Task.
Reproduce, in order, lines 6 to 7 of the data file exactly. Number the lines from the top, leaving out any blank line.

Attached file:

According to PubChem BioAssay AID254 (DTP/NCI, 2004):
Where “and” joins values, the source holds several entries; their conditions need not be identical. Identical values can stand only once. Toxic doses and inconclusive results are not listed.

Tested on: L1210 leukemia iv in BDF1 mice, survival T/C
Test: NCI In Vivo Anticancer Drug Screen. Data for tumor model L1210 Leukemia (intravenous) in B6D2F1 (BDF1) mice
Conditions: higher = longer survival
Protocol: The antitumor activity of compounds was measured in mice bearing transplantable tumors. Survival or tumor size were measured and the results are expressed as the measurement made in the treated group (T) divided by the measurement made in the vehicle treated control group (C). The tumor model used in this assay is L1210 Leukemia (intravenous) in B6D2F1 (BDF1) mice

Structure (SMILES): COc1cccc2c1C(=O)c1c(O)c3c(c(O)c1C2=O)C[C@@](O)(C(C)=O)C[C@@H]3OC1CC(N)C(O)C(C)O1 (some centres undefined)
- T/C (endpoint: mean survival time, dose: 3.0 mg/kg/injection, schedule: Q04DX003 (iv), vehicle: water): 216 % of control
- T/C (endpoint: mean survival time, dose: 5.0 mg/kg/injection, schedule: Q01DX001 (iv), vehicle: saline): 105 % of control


Protocol: The antitumor activity of compounds was measured in mice bearing transplantable tumors. Survival or tumor size were measured and the results are expressed as the measurement made in the treated group (T) divided by the measurement made in the vehicle treated control group (C). The tumor model used in this assay is L1210 Leukemia (intravenous) in B6D2F1 (BDF1) mice

Structure (SMILES): COc1cccc2c1C(=O)c1c(O)c3c(c(O)c1C2=O)C[C@@](O)(C(C)=O)C[C@@H]3OC1CC(N)C(O)C(C)O1 (some centres undefined)